Keywords: Brexit; Exchange Rate Adjustment; growth; productivity; Tradable Sector; Trade; UK Economy
    JEL: E13 E32 F17 F47 O16
    Date: 2019–09
  3. By: Marisa Rama
    Abstract: Convergence, the process by which poorer countries ‘catch-up’ to rich ones in terms of real incomes, is at the core of the promise of the European Union and the Eurozone. It was enshrined in the founding treaty of the EU and is at the center of policy-making today. However, after several decades of strong European growth, convergence across many core countries has come to a halt. Policymaking has focused on promoting greater integration between EU countries and in particular within the Eurozone to foster further convergence but the political gridlock has stopped these initiatives from moving forward. Further economic and political integration is not necessary for, and may in fact be orthogonal to, greater convergence in the EU. EU countries have converged at roughly the same rate as non-EU countries since the 1950s, suggesting EU membership is not responsible for convergence. Further, there is no statistically significant difference in the rate of convergence between EA 12 or EA19 members before and after the introduction of the Euro. Finally, many current Eurozone members have converged in the last 10 years suggesting that the Euro structure does not impede convergence. Still, further integration may be desirable in the EU – not least to restore the union to its democratic ideals. The only variable that is associated with greater convergence in European countries is value chain integration, particularly upstream integration. Upstream integration is domestic value added embodied in intermediate exports that are re-processed abroad. High upstream integration indicates strong participation in value chains and integration into regional production networks. The level of upstream integration varies tremendously within the EU, going from 10% of GDP in Spain to 28% of GDP in Estonia. Once we control for the level of upstream integration, the rate of converge in European countries goes from 1.25% to 4.5%. High growth countries are deeply integrated in sub-regional supply chains within Europe. Europe is often thought of as a single supply chain but, in fact, there are several sub-regional supply chains within Europe. These sub-regional supply chains are based on strong bilateral ties between neighboring countries. Participation in one of these supply chains appears to matter more for growth than integration with any particular country (e.g. Germany) or to any specific region. Participation in these supply chains is independent of EU membership – it is due to historical ties and deliberate national policymaking. The EU must put cross-country collaboration at the core Horizon Europe– its €100B mission driven innovation programme – to future-proof European supply chains and reintegrate lagging countries. Horizon Europe is the EU’s bet to become a global technology leader. Leading in technology involves not only innovation but also developing the supply chains of the future that allow innovation to be commercially successful. Horizon Europe will not succeed if innovation spending continues occur in national siloes as it did in the Horizon 2020 programme. The EU must pro-actively manage and integrate innovation efforts across the Union and ensure that commercialization occurs at the EU level. Only then can we hope to achieve both EU technological leadership and convergence within the EU.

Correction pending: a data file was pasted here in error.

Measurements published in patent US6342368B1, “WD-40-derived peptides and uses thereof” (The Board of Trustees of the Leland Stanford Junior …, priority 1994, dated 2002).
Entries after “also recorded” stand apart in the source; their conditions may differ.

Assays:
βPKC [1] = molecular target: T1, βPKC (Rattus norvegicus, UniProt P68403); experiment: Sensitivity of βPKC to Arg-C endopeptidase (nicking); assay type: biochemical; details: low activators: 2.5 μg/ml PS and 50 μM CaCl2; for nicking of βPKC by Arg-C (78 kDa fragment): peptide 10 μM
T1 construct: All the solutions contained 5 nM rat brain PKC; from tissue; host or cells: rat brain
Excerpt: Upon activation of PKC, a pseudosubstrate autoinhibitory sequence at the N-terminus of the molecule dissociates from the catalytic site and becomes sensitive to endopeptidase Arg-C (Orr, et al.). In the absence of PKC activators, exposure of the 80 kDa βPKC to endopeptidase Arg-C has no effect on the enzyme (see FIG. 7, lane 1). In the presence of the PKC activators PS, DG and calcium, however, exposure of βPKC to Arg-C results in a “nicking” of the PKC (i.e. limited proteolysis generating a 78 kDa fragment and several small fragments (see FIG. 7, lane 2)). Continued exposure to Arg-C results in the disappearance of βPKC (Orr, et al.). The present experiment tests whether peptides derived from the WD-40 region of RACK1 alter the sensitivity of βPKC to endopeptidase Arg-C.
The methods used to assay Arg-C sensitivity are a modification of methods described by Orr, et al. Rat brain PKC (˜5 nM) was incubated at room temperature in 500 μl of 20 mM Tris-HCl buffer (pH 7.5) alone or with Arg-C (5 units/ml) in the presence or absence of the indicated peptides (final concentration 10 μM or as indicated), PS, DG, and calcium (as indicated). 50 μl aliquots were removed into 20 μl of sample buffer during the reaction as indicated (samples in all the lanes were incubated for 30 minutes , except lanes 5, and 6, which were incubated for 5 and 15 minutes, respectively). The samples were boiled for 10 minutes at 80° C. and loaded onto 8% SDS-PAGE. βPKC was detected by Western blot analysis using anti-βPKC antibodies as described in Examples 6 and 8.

Keywords: Economic and Political Integration
    Date: 2019–09
  4. By: Mateusz Mokrogulski (Warsaw School of Economics)
    Abstract: The main objective of this paper is to present macroprudential measures introduced in Poland compared to other EU Member States. Macroprudential policy is applied to strengthen the resilience of the financial system in case of materialisation of systemic risk and to support long-term sustainable economic growth. In Poland a lot of effort has been made to address the problem of Swiss franc loans. Due to increasing risk weights for FX portfolios, banks have to maintain much more capital to address systemic risk compared to domestic-currency portfolios. Other macroprudential policy instruments were set to evaluate the systemic importance of large banks operating in Poland. Nevertheless, supervisory authorities from Central and Eastern European countries do not have full flexibility in implementing macroprudential policy instruments.
    Keywords: macroprudential policy, capital buffer, risk weights, banking sector, systemic risk, financial stability
    JEL: D04 G21 G28
    Date: 2019–10
  5. By: Enrico D'Elia; Stefania Gabriele